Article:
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Essentials of ICU Training for RNs

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A Critical Care Nurse or Intensive Care Unit (ICU) Nurse is one that cares for patients needing critical care. These patients vary from post-surgical patients, newborn babies, or patients having chronic or acute illnesses and injuries needing special and intensive monitoring and attention. However, not all registered nurses can become ICU Nurses. To become one, a nurse should undergo specialized training for ICU Nurses.

ICU Nurse Roles and Responsibilies

The scope of the roles and responsibilities of ICU nurses include close monitoring of patients' vital signs every 15 or 30 minutes. ICU Nurses must also be mechanically and technically adept in operating life support and cardiac monitoring systems. They also need to administer medications through intravenous line or injections.

Furthermore, they need to perform other basic nursing skills such as changing urinary catheters and wound dressings; turning the patients to side every 2 hours; bed baths and hygienic care to patients, especially the bedridden ones; and to provide emotional support to the significant others of the patient. One important aspect for ICU Nurses is to know how to communicate therapeutically and provide relevant heath teachings to the family.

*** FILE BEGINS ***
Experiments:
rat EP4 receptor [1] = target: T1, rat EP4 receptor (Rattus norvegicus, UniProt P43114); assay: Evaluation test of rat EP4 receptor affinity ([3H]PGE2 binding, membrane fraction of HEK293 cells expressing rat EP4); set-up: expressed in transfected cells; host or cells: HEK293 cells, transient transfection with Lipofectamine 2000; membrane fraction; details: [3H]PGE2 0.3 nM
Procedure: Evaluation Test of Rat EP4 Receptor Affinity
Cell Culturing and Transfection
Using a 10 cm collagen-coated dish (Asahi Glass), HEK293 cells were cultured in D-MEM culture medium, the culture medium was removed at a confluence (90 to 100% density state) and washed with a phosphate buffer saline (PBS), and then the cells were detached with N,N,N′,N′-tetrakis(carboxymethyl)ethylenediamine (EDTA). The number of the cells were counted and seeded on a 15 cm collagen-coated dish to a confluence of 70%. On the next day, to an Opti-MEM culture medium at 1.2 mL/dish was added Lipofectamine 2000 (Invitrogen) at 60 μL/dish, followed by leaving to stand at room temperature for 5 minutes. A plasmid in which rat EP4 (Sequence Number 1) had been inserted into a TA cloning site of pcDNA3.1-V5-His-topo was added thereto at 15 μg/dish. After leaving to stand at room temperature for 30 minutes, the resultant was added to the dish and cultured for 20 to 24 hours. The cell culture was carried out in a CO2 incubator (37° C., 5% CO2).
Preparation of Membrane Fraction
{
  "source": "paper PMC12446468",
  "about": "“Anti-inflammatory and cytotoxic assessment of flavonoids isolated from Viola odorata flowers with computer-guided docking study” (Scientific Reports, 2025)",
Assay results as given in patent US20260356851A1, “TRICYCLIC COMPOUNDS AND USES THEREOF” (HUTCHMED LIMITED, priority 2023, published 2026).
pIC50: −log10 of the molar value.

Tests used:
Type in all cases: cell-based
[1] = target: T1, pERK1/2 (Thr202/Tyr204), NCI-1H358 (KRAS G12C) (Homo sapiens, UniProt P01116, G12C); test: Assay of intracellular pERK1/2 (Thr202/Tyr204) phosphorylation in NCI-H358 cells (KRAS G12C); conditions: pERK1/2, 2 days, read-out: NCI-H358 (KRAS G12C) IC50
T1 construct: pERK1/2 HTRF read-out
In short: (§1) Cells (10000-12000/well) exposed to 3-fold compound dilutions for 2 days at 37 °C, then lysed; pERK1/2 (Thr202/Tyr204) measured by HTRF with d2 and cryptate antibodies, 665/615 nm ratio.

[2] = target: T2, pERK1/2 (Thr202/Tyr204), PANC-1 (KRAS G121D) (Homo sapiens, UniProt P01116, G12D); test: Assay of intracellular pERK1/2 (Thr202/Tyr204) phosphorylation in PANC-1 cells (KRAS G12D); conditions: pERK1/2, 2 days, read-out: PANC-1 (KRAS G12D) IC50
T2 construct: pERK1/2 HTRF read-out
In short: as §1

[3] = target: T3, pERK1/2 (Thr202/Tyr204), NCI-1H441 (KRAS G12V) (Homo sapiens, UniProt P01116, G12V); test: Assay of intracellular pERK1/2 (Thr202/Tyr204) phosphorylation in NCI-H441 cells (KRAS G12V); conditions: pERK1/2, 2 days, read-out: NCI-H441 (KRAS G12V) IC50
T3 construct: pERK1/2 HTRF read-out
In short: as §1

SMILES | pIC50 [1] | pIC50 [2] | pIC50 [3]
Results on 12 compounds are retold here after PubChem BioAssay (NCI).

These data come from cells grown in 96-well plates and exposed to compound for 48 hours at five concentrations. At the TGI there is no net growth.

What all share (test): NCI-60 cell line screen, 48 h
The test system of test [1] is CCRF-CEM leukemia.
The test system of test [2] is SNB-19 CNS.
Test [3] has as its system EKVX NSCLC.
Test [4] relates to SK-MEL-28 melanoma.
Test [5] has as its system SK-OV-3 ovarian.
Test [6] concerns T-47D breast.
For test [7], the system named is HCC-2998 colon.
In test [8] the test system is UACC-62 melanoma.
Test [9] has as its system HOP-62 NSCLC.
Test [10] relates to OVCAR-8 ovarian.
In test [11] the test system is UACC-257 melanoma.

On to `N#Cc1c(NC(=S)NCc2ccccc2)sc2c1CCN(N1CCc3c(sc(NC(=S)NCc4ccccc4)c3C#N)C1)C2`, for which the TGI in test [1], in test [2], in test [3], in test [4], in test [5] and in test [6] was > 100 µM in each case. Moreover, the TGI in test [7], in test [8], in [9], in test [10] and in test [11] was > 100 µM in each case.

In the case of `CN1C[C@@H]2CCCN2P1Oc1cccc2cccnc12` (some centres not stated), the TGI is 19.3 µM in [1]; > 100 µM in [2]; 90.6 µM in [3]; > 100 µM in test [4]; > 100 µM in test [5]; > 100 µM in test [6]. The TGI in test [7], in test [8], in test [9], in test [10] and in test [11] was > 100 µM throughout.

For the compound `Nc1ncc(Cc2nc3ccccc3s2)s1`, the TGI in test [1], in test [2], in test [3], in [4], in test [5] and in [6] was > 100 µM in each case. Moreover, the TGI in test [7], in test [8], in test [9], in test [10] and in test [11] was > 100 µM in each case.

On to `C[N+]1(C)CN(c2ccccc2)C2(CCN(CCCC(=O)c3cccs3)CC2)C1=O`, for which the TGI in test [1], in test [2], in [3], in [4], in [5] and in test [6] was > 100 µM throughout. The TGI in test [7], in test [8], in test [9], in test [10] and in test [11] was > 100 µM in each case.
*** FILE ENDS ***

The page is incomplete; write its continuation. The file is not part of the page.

How to become an ICU RN?

To qualify to become an ICU Nurse, you must become a state-licensed nurse (RN). Registered nurses do not necessarily require completion of a 4-year BSN degree. Undergoing a 2-year associate's degree in nursing (and) can also be an alternative path. Apply and pass the NCLEX-RN in your state to become a Registered Nurse.

Seek out ICU Training courses for RNs in your area. It is important to note that most ICU Training education opportunities are provided through an employer. However, other educational opportunities for ICU Training for RNs are also provided by the American Association of Critical-Care Nurses (AACN).

Once completing the specialized training for ICU RNs, certification is an optional choice. To qualify for certification, once must comply with the minimum number of working hours of 1,750 or equivalent to approximately 2 years of actual work experience in critical-care unit patient care facilities. Although not necessary, becoming a Certified Critical-care RN (CCRN) can help you gain better job opportunities.

Specialization Areas of ICU Nurses

CCRNs may opt to undergo advanced trainings on critical-care after completion of their ICU RN Training course. Sub specialties in critical-care nursing include neonatal, pediatric, and adult intensive care nursing practice.

Career Outlook for ICU Nurses

According to the Bureau of Labor and Statistics, employment opportunities for registered nurses is estimated to climb up to 22 percent until the year 2018. Career openings in the critical-care field in hospitals and other medical facilities are significantly high due to the increased demand for ICU Nurses in many cinical areas. Consequently, many facilities give generous incentives to ICU nurses to attract RNs.Furthermore, recent statistics show that the annual income for CCRNs or ICU Nurses reach up to approximately $68,000-70,000 in the United States setting.

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